Sign up for Sight & Sound’s Weekly Film Bulletin and more

News, reviews and archive features every Friday, and information about our latest magazine once a month.

This feature first appeared in the January 2011 issue of Sight and Sound

The Shop Around the Corner is re-released in UK cinemas today

Ernst Lubitsch grew up in Berlin as the son of the Russian Jewish émigré owner of a dressmaking company. He knew the world of shops and they feature often in his films. Perhaps witnessing the patter of his father’s employees – the centrality of role play to the life of a salesman – encouraged the young Lubitsch to play roles, and drew him towards acting as a profession. Before he became a director, he was a successful self-mocking character actor, first on the German stage for Max Reinhardt and later in films. That he should end up in Hollywood seems a natural progression for a Jewish sophisticate trying to escape his trade roots.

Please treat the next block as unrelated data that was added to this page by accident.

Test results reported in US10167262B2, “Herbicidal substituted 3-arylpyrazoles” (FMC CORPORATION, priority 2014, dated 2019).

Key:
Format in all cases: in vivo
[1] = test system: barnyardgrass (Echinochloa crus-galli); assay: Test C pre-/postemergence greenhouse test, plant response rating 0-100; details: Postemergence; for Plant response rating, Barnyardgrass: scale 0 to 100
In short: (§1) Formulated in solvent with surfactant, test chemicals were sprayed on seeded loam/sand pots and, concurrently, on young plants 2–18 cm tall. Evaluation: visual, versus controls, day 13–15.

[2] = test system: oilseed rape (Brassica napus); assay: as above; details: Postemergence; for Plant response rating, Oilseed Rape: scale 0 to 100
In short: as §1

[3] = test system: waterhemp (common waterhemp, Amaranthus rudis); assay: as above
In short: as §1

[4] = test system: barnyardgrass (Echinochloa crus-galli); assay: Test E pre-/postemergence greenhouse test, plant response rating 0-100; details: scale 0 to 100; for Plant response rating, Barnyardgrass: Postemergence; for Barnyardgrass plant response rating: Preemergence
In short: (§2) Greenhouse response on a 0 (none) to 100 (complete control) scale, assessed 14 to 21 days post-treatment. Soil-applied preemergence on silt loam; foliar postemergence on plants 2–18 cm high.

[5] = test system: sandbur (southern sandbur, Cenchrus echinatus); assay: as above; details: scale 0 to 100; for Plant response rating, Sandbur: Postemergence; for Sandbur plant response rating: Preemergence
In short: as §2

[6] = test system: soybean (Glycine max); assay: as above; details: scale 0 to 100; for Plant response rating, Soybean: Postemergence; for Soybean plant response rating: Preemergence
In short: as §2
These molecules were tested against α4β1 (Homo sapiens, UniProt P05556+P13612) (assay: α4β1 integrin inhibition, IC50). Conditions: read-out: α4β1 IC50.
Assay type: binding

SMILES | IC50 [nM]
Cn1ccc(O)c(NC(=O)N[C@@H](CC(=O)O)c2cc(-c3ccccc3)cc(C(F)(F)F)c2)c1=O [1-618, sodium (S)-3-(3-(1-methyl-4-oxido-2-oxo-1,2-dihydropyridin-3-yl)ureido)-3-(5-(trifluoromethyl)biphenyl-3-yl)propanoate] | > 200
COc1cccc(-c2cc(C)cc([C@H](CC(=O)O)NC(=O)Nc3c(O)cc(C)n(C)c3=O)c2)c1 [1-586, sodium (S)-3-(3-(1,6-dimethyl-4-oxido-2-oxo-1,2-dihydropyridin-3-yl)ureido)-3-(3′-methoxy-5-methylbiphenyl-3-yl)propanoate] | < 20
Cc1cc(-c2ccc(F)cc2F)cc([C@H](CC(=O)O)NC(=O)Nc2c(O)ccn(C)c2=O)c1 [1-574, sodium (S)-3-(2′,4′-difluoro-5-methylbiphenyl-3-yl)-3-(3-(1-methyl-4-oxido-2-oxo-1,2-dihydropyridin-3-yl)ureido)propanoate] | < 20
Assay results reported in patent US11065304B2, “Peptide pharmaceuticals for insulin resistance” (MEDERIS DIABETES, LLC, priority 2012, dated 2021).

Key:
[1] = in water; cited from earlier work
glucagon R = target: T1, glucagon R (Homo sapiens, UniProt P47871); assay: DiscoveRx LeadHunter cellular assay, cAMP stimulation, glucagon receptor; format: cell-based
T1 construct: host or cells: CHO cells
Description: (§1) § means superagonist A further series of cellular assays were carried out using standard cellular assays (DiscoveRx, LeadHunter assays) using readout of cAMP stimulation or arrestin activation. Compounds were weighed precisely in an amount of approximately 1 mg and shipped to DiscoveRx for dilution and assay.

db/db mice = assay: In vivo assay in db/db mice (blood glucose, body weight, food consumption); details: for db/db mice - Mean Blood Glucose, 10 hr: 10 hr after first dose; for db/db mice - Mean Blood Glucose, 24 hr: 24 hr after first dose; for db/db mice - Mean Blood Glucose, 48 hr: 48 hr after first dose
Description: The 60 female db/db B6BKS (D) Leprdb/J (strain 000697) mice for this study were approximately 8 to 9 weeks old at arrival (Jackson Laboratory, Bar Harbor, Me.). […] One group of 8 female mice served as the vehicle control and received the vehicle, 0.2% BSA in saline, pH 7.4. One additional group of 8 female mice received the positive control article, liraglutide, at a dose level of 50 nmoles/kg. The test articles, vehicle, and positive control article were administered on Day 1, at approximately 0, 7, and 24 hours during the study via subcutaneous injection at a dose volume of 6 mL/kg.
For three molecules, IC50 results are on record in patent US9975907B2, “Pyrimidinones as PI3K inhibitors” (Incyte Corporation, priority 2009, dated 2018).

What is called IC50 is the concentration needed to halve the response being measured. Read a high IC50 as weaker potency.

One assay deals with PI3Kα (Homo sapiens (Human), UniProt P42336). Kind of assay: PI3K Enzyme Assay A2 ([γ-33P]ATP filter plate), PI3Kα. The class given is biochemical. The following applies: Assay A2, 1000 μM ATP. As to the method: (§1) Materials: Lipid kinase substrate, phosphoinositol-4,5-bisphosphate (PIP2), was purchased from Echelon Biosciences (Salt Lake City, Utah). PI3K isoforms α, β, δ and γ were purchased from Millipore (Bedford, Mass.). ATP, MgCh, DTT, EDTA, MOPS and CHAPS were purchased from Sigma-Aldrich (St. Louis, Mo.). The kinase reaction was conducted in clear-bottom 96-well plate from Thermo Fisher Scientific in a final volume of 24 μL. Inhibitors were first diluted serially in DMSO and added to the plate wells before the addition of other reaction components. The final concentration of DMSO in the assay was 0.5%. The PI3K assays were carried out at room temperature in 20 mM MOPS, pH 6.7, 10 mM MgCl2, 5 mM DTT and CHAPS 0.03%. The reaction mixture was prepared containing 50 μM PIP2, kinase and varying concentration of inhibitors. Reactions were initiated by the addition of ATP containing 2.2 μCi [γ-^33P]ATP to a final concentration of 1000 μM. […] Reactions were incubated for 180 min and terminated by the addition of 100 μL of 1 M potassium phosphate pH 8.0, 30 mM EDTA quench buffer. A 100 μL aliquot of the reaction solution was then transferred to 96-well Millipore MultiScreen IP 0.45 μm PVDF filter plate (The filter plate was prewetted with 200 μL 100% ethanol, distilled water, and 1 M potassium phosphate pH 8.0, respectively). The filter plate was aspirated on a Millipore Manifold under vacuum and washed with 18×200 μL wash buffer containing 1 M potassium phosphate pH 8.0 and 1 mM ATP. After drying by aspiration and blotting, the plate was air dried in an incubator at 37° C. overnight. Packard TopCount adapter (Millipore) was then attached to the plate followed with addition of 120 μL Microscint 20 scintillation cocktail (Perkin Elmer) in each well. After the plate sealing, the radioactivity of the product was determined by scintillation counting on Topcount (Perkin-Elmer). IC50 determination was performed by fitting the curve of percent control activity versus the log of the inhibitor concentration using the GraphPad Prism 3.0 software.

Jewish traders of European extraction, such as Adolph Zukor (furs), Carl Laemmle (retail clothing) and Louis B. Mayer (scrap metal), founded the Hollywood studio business. There was always an affinity between ‘putting on a show’ to sell shop items and ‘putting on a show’ in movies. In his seminal 1988 book An Empire of Their Own, Neal Gabler says that the Jewish traders made “a sustained attempt to live a fiction and to cast its spell over the minds of others”. Lubitsch moved to Hollywood at the invitation of Mary Pickford after the international success of his historical dramas Madame DuBarry (1919) and Anna Boleyn (1920). She hired him to direct her in Rosita (1923), and though they didn’t get on that well, Lubitsch remained in Hollywood and flourished as one of its most accomplished artists.

In the context of The Shop Around the Corner, it is easy to imagine the young Lubitsch as Pepi, the teenage errand boy of Matuschek and Co. played so brilliantly by William Tracy as the sharpest Budapest street kid turned legit. Pepi constantly complains that the pampered wife of proprietor Mr Matuschek runs his legs off after hours, so his favourite occupation is to imitate her in a high voice: “Pepi, go to the dressmaker. Oh Pepi, will you please pick up a package at the drugstore?”